sneezing, asthma like symptoms, behavioral changes or seizures. Many
   people don't suspect food allergies as the cause of their dog's
   itching because their pet has been fed the same food all its life and
   has just recently started having symptoms. However, animals can
   develop allergies to a substance over time, so this fact does not rule
   out food allergies. Another common misconception is that dogs are only
   sensitive to poor quality food. If the dog is allergic to an
   ingredient it doesn't matter whether it is in premium food or the most
   inexpensive brand on the market. One advantage to premium foods is
   that some avoid common fillers that are often implicated in allergic
   Dogs are not allergic to a dog food per se, rather they react to one
   or more of the ingredients in the food. Some of the most common
   culprits are beef, pork, chicken, milk, whey, eggs, fish, corn, soy,
   wheat and preservatives. Many animals are now developing allergies to
   lamb as well. This was once thought to be very hypo-allergenic, but
   the more it is used, the more sensitivities are springing up.
   The first step in diagnosing a food allergy is to eliminate all
   possible allergens and feed ONLY a homemade diet with ingredients the
   dog has never eaten before. The diet should be a protein and a starch.
   Good examples are one part lamb, rabbit or venison mixed with two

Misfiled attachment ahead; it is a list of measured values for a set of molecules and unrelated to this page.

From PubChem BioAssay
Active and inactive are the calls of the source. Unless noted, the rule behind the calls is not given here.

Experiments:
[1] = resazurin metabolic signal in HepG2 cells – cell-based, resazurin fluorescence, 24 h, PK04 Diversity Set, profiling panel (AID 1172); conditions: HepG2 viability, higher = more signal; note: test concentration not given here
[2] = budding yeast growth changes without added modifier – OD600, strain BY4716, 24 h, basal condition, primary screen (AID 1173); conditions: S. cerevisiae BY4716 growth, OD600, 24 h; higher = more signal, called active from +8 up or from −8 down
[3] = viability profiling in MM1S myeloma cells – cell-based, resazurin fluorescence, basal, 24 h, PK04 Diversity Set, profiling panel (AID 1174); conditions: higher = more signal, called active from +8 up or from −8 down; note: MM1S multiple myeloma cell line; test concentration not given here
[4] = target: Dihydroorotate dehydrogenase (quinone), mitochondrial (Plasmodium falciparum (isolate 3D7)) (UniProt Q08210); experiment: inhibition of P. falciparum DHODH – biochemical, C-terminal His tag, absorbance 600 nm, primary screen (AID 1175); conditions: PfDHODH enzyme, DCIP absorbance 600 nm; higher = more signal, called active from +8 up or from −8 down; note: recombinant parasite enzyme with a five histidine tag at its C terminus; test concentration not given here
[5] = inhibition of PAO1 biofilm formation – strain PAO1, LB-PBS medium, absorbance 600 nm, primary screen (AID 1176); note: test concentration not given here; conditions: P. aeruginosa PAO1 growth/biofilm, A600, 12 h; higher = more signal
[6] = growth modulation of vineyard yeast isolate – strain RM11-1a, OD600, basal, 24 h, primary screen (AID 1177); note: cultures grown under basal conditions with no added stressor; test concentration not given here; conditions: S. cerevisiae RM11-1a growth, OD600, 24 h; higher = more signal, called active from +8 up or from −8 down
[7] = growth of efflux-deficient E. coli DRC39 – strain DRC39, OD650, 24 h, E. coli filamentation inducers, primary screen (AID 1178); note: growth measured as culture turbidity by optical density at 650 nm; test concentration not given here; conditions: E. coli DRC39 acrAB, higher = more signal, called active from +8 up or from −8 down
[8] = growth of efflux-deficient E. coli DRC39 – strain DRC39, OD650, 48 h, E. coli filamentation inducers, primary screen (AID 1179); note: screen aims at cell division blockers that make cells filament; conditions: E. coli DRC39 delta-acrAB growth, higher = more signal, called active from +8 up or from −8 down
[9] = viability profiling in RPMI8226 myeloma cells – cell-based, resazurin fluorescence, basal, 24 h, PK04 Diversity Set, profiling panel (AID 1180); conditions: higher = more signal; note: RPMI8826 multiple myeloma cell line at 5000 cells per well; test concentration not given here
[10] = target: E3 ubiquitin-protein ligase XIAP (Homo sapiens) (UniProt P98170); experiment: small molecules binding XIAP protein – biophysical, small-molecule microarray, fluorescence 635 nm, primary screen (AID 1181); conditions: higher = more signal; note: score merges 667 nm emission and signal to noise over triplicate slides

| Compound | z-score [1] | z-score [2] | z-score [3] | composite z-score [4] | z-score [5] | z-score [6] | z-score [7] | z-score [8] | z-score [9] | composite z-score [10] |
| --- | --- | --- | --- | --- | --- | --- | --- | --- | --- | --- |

parts rice or potatoes. NOTHING else can be fed during this time; no
   biscuits, chewable heartworm pills, chew toys or any table scraps!!
   You must also keep the dog away from feces if he or she is prone to
   eating stool.
   This diet should only to be fed for a short period, while testing for
   allergies. It is not nutritionally complete enough for long term use.
   Check with your veterinarian before beginning the test. If the
   symptoms improve during the trial diet, go back to the original food
   for several days. If symptoms reoccur you know that something in the
   food is causing the reaction. The next step is to return to the trial
   diet and add one new ingredient a week (i.e. add beef for one week and
   if no symptoms occur add corn the next week for one week).
   Once you have discovered the allergen you can look for a commercial
   food which does not contain that ingredient. According to Dr.
   Ackerman, approximately 80% of dogs with food allergies can be
   maintained on a commercial hypo-allergenic diet. Some of the common